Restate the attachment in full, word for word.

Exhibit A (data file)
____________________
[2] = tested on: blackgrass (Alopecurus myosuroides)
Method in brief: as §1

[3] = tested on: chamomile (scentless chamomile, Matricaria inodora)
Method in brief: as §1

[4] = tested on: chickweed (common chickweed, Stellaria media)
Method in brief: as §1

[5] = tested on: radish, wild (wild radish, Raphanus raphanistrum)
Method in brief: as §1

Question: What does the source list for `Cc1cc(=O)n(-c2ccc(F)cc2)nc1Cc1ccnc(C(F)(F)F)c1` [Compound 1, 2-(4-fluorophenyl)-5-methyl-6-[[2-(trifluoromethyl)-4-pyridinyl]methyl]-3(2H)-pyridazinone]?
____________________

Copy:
[2] = tested on: blackgrass (Alopecurus myosuroides)
Method in brief: as §1

[3] = tested on: chamomile (scentless chamomile, Matricaria inodora)
Method in brief: as §1

[4] = tested on: chickweed (common chickweed, Stellaria media)
Method in brief: as §1

[5] = tested on: radish, wild (wild radish, Raphanus raphanistrum)
Method in brief: as §1

Question: What does the source list for `Cc1cc(=O)n(-c2ccc(F)cc2)nc1Cc1ccnc(C(F)(F)F)c1` [Compound 1, 2-(4-fluorophenyl)-5-methyl-6-[[2-(trifluoromethyl)-4-pyridinyl]methyl]-3(2H)-pyridazinone]?